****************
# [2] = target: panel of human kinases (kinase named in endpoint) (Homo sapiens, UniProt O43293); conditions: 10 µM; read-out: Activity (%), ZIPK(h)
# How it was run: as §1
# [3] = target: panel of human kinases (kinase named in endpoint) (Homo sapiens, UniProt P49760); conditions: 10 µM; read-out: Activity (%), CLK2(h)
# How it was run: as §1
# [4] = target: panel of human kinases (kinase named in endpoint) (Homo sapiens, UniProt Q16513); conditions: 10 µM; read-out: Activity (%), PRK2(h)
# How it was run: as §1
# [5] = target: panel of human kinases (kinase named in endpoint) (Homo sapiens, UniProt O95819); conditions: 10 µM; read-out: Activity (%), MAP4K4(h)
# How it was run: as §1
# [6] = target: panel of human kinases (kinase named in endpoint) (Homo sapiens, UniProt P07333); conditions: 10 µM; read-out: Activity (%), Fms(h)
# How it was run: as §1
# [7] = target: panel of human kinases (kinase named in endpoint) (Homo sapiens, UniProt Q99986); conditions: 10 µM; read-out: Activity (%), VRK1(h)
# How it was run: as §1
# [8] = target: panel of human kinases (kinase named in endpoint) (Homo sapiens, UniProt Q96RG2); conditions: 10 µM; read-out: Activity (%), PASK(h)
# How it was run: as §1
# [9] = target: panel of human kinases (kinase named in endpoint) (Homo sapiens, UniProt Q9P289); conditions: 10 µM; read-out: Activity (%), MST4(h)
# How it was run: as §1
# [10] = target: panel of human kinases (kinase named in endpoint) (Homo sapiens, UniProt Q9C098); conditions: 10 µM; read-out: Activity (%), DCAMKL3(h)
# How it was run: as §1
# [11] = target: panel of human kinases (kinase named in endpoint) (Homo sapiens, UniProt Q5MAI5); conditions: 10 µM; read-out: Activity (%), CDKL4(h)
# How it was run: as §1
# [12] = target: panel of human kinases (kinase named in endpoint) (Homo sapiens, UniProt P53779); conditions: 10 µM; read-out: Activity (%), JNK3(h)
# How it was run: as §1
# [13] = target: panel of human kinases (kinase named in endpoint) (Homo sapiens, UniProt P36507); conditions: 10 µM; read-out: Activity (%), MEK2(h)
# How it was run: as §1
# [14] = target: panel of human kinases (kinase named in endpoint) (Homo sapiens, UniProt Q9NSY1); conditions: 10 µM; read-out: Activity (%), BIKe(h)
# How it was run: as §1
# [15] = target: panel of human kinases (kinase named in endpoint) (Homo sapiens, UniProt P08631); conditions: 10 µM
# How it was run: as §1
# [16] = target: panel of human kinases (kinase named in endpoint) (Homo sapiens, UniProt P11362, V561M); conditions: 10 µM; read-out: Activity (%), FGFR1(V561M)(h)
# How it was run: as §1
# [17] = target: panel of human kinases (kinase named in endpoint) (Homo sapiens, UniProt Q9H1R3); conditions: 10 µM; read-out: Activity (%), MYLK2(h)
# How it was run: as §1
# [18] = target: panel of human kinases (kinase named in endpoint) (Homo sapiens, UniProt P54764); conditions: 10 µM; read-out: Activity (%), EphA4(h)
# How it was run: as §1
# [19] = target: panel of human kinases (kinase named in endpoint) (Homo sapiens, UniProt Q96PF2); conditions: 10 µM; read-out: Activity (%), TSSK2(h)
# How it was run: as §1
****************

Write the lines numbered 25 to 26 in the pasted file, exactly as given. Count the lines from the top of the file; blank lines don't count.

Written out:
# [14] = target: panel of human kinases (kinase named in endpoint) (Homo sapiens, UniProt Q9NSY1); conditions: 10 µM; read-out: Activity (%), BIKe(h)
# How it was run: as §1